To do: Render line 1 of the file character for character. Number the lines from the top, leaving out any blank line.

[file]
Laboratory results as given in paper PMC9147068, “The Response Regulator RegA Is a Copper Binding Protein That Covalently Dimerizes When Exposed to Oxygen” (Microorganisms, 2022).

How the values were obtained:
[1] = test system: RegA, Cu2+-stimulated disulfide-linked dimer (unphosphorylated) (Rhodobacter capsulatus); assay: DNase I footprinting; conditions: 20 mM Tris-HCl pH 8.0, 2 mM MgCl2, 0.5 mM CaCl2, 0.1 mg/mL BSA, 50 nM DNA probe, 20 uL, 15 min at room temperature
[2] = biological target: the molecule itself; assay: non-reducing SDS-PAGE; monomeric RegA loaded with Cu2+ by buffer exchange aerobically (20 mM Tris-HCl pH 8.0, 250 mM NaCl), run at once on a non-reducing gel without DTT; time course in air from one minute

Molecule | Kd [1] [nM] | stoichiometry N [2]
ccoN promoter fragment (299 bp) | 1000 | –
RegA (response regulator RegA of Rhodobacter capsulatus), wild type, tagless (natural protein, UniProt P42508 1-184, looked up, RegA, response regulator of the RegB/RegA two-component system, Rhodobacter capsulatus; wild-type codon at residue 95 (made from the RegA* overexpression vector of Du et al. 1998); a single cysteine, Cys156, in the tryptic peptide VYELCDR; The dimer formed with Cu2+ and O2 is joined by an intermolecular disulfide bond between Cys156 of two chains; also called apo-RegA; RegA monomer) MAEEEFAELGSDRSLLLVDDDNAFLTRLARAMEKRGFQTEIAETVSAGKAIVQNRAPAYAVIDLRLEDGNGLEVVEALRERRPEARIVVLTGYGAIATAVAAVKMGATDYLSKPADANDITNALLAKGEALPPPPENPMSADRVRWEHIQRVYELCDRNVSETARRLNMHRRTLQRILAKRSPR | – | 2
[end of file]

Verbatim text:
Laboratory results as given in paper PMC9147068, “The Response Regulator RegA Is a Copper Binding Protein That Covalently Dimerizes When Exposed to Oxygen” (Microorganisms, 2022).